10 Responses
  1. Avatar Steve Jones says:

    Every network operator in the country, apart from BT and KCOM (and the latter case has light regulation), is already allowed to install and operate closed networks when private money is used. That includes the country’s second largest network operator (VM). Apart from investments involving public money, it’s rather difficult to see what difference this will make. There is surely no possibility that Ofcom will ease regulation on OR, and most certainly no possibility that they would be allowed to run a closed network (as US incumbents were allowed to do on fibre networks). I can just imagine the ISPs in the UK up in arms at even the slightest hint of that.

    So it’s difficult to see how this would change anything unless this relaxation of regulation eased the rules on state aid (which is, maybe, what this is aimed at and would bring howls from network operators).

    1. Mark Jackson Mark Jackson says:

      The whole article is about the impact on public state aid supported projects for remote rural areas, which is what the opening paragraph and two others clearly highlight.

    2. Avatar Steve Jones says:

      Fair enough about state aid, but the headline talks about the easing regulation on the telecoms market for fibre in general, not just the state aid part.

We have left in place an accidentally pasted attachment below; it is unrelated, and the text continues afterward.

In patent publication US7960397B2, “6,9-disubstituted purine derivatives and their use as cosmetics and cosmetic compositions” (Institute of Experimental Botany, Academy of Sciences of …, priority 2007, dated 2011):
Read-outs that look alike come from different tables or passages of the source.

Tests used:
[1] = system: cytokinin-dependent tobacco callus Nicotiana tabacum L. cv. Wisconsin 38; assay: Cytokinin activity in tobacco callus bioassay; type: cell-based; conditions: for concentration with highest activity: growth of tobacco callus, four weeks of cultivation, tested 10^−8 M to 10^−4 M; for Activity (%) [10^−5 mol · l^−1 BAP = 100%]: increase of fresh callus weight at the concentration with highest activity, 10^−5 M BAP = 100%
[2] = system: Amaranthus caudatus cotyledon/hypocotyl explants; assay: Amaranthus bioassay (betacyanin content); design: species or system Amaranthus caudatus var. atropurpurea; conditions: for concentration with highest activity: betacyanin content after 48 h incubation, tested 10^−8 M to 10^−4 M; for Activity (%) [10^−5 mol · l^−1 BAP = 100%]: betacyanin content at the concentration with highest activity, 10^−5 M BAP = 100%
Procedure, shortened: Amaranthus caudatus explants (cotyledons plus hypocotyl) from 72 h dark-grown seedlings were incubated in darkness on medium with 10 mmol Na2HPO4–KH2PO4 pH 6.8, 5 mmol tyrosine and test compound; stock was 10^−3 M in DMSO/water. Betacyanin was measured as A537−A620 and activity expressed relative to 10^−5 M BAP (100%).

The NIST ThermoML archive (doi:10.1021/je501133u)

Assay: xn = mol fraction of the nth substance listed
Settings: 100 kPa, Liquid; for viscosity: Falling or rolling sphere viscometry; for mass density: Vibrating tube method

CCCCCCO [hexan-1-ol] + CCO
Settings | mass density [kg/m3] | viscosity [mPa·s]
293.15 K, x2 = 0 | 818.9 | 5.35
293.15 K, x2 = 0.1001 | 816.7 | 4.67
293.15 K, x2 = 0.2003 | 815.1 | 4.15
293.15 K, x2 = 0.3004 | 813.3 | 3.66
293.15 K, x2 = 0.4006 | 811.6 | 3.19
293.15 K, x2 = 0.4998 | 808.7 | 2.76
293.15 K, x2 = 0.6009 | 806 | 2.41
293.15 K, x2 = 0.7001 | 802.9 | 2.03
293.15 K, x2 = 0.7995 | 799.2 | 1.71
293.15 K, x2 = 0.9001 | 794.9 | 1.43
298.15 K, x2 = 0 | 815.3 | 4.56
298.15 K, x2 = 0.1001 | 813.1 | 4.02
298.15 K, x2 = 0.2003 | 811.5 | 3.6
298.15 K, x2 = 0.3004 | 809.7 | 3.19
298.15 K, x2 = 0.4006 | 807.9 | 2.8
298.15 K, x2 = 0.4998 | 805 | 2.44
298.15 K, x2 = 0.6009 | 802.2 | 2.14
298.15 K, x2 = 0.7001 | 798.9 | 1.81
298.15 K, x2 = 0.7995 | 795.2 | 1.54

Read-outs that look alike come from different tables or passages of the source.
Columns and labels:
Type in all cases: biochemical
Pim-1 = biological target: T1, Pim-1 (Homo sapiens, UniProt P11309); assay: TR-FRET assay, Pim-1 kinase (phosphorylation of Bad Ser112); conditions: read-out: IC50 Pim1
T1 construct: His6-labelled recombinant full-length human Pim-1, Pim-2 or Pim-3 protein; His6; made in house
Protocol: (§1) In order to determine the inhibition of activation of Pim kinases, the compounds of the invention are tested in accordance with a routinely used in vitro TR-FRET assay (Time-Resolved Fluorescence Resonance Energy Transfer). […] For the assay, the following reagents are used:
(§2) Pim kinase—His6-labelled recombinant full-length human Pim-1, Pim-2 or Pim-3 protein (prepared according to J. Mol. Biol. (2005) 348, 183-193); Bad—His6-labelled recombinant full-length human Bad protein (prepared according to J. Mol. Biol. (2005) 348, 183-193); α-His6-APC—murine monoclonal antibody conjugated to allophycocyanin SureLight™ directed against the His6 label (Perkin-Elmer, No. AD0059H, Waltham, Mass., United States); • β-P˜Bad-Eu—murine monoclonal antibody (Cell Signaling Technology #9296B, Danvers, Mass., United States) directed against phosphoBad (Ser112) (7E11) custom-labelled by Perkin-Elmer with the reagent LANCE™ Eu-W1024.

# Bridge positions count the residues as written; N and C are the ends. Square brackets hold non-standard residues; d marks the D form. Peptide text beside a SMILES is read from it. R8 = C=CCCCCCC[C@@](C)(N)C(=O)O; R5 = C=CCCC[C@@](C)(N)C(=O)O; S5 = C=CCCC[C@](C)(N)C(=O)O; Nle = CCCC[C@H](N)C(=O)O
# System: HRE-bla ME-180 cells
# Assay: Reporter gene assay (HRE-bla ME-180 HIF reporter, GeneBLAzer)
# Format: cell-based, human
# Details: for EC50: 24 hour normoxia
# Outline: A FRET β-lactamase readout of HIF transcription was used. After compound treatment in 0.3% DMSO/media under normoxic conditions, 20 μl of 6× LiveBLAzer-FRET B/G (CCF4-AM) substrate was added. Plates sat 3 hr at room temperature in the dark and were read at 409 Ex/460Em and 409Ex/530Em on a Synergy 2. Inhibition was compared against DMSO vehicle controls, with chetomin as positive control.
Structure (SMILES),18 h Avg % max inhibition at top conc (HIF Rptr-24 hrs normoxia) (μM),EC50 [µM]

3. Mark Jackson Mark Jackson says:

      Stop nit-picking at headlines 😉 , the key context will always be in the article itself (usually the first summary paragraph, as is customary).

      If you go around expecting to get all your context from just a short character-limited headline that only serves to grab attention.. well, reading the daily newspapers would suddenly become even more uniquely tedious than it already is.

    4. Avatar Steve Jones says:

      Headlines are meant to be a short summary. If the proposal is to ease regulations on state aid rules then that’s what it ought to say. That’s not nitpicking. From this it appears there is no proposal to ease regulation on telecoms markets; just on the state aid rules.

    5. Avatar Steve Jones says:

      nb. I should say that from reading the linked Reuters article it is not, as far as I can see, about easing rules on state assistance and is very much about easing regulatory rules on private investment. For instance, this which specifically mentions Deutsche Telekom and Telecom Italia being given more leeway to operate “closed” netwworks.